Thursday, October 30, 2008

After movies, poetry makes a good antidote for the recession blues

When economies are in recession more people go to the movies, according to economists and movie producers. Some people read poetry, poets and publishers would say. If you belong to the second kind, Mostly in Monsoon Weather, the third collection of award-winning poet Marne L. Kilates, may just be the book for you for just slightly above the price of a movie.
Nominated to the 2008 National Book Awards of the Manila Critics Circle and the National Book Development Board, and published by the University of the Philippines Press, ...Monsoon Weather will launch on November 7, 2008, at 6:00 o’clock in the evening, Friday, at the Roof Deck Gallery of Villanueva Law Offices, CC Castro Building, Timog Avenue, Quezon City. It’s right across Sir Williams Hotel, and next door to RCBC Timog Branch.
Just when the world knows who the president of the most powerful nation on earth will be after a hotly contested election, and if the recession actually recedes into memory, the launch of Mostly in Monsoon Weather will be hosted by art and literature patron Atty. Redem Villanueva and the Unyon ng mga Manunulat sa Pilipinas (UMPIL), of which Kilates is a member of the Board.
“It will be a fun event for literature, especially poetry, which we all love to open our minds in these narrow-minded times,” Atty. Redem, as he his called by artist friends, said when he graciously opened his roof-deck law office and gallery to host the event.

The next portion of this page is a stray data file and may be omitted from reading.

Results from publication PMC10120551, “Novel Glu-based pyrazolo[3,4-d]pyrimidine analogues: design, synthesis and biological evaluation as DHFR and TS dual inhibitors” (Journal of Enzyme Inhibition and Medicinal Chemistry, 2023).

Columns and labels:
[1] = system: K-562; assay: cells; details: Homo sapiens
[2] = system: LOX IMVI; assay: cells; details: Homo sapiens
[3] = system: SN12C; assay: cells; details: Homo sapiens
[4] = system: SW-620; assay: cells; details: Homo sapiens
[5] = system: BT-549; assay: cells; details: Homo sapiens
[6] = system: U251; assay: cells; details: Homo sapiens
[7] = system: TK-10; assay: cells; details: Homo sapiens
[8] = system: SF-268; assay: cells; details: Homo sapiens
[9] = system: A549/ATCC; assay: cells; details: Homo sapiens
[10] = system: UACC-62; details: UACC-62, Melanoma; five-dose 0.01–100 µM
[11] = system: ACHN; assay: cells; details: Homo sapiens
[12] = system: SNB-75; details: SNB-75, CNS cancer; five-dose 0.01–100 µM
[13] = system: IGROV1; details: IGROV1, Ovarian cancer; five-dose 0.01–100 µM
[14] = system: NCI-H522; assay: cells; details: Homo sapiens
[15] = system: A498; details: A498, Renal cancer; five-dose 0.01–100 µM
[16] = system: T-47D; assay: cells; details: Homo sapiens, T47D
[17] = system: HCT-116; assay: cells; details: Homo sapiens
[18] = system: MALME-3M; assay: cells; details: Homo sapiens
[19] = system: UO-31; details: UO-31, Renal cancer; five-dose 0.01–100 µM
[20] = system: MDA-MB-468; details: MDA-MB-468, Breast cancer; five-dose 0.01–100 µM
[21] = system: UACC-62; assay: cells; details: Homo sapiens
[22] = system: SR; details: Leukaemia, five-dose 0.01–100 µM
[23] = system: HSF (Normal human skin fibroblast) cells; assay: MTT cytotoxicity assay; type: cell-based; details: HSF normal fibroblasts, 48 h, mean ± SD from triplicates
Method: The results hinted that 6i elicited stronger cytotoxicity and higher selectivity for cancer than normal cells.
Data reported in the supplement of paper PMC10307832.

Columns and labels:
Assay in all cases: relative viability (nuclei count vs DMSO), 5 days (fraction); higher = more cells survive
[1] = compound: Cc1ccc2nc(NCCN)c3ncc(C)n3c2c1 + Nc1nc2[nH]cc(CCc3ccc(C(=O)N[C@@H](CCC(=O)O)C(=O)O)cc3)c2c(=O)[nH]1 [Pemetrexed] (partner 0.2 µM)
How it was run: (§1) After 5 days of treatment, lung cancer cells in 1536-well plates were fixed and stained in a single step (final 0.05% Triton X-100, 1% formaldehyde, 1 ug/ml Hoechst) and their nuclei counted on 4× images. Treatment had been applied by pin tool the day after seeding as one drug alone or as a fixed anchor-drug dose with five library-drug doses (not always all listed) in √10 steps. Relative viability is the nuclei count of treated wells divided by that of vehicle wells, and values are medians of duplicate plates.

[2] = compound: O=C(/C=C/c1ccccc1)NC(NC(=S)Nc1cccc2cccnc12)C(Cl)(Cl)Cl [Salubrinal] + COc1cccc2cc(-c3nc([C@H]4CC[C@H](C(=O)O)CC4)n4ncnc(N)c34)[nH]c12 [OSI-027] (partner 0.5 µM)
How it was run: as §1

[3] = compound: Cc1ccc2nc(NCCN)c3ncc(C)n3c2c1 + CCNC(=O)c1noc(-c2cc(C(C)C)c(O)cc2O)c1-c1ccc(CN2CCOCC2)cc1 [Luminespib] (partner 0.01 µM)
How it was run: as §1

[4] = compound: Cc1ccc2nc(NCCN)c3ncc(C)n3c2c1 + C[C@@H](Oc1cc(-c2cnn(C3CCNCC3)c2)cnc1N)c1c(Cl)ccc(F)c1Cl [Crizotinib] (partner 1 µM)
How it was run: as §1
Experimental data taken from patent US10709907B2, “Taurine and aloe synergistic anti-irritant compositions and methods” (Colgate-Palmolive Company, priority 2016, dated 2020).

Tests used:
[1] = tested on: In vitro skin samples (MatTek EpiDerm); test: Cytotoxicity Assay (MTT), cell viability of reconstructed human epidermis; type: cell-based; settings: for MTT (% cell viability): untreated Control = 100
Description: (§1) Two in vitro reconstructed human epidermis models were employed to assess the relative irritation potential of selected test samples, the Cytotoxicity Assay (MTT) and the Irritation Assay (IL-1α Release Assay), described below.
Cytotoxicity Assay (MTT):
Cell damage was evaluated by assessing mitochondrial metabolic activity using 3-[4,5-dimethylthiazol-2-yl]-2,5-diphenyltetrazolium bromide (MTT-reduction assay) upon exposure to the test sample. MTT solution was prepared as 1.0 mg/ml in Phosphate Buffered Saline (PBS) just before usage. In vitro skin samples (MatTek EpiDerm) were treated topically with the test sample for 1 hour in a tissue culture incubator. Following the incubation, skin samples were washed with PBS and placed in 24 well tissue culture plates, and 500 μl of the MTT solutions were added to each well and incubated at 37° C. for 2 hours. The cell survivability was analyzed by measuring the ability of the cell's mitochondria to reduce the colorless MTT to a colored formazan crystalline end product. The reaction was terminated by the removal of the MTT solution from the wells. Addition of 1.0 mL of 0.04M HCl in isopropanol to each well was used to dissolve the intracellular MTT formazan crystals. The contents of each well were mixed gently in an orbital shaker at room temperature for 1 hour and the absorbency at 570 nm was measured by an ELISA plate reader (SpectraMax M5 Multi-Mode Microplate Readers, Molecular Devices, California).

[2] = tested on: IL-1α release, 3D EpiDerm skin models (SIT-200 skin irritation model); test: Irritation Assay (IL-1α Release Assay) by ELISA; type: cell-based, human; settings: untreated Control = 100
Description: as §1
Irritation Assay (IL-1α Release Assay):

A sketching session by leading Filipino artists, and poets singing “Salinawit” or those lovely Filipino translations of classical standards, led by poet and Salinawit pioneer Pete Lacaba and novelist Charlson Ong, will follow the launch with cocktails.
Kilates is a three-time Palanca Awards winner, has won the National Book Awards for his poetry and translation, and was the winner of the 1998 SEA (Southeast Asia) Write Award given by the Thai royalty.
Apart from Mostly in Monsoon Weather, Kilates’ two other books are Children of the Snarl & Other Poems (Aklat Peskador, 1987), Poems en Route (UST
Publishing House, 1998).
Kilates is also noted for his translations of Filipino poetry into English. His nine books of translation include the works of major Filipino poets such as National Artist Virgilio S. Almario, Rogelio G. Mangahas and Jesus Manuel Santiago. His latest book is a new English translation of Francisco Balagtas’ Florante at Laura, the UP Centennial Edition.
The late Alfrredo Navarro Salanga said that Kilates’ “poems do not, as powerful poems do, hit you in the proverbial gut. His poems hit you in that region reserved for the mystic third eye, slightly above the bridge of one’s nose, set directly in front of one’s cerebrum.”
Right on the mark for hitting away those recession blues.

1 comment:

Koddy said...

Hello Kristian Cordero!
I rather reading books and poetry instead watch tv.I takes me to another reality, like when I use viagra online , It takes to my wife to a pleasurable place